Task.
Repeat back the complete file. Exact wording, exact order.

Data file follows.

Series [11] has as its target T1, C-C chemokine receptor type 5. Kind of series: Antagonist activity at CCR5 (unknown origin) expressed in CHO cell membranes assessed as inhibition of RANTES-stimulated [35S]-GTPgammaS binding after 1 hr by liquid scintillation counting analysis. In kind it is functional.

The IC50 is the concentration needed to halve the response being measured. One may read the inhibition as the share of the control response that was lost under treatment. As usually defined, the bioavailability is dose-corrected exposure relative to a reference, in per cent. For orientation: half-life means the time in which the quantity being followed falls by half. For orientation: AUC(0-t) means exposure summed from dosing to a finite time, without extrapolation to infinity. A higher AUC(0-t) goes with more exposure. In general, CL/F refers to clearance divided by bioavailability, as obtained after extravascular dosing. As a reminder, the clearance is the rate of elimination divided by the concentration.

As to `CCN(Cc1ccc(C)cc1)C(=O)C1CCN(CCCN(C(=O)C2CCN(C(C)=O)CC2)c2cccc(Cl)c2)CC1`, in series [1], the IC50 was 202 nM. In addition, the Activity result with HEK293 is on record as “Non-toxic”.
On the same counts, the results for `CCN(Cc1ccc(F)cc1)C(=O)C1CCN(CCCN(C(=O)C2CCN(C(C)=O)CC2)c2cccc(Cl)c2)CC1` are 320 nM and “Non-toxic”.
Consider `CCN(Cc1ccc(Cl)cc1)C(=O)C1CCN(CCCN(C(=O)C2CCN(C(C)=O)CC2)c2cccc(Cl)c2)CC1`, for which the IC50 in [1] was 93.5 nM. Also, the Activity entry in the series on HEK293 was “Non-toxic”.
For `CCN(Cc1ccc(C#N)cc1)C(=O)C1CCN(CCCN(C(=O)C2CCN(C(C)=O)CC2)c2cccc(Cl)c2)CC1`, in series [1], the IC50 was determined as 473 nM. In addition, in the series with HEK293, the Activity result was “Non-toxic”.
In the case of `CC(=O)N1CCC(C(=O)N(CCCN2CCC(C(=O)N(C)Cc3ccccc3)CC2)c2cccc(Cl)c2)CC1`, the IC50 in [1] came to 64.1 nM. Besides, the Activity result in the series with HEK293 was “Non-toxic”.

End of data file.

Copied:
Series [11] has as its target T1, C-C chemokine receptor type 5. Kind of series: Antagonist activity at CCR5 (unknown origin) expressed in CHO cell membranes assessed as inhibition of RANTES-stimulated [35S]-GTPgammaS binding after 1 hr by liquid scintillation counting analysis. In kind it is functional.

The IC50 is the concentration needed to halve the response being measured. One may read the inhibition as the share of the control response that was lost under treatment. As usually defined, the bioavailability is dose-corrected exposure relative to a reference, in per cent. For orientation: half-life means the time in which the quantity being followed falls by half. For orientation: AUC(0-t) means exposure summed from dosing to a finite time, without extrapolation to infinity. A higher AUC(0-t) goes with more exposure. In general, CL/F refers to clearance divided by bioavailability, as obtained after extravascular dosing. As a reminder, the clearance is the rate of elimination divided by the concentration.

As to `CCN(Cc1ccc(C)cc1)C(=O)C1CCN(CCCN(C(=O)C2CCN(C(C)=O)CC2)c2cccc(Cl)c2)CC1`, in series [1], the IC50 was 202 nM. In addition, the Activity result with HEK293 is on record as “Non-toxic”.
On the same counts, the results for `CCN(Cc1ccc(F)cc1)C(=O)C1CCN(CCCN(C(=O)C2CCN(C(C)=O)CC2)c2cccc(Cl)c2)CC1` are 320 nM and “Non-toxic”.
Consider `CCN(Cc1ccc(Cl)cc1)C(=O)C1CCN(CCCN(C(=O)C2CCN(C(C)=O)CC2)c2cccc(Cl)c2)CC1`, for which the IC50 in [1] was 93.5 nM. Also, the Activity entry in the series on HEK293 was “Non-toxic”.
For `CCN(Cc1ccc(C#N)cc1)C(=O)C1CCN(CCCN(C(=O)C2CCN(C(C)=O)CC2)c2cccc(Cl)c2)CC1`, in series [1], the IC50 was determined as 473 nM. In addition, in the series with HEK293, the Activity result was “Non-toxic”.
In the case of `CC(=O)N1CCC(C(=O)N(CCCN2CCC(C(=O)N(C)Cc3ccccc3)CC2)c2cccc(Cl)c2)CC1`, the IC50 in [1] came to 64.1 nM. Besides, the Activity result in the series with HEK293 was “Non-toxic”.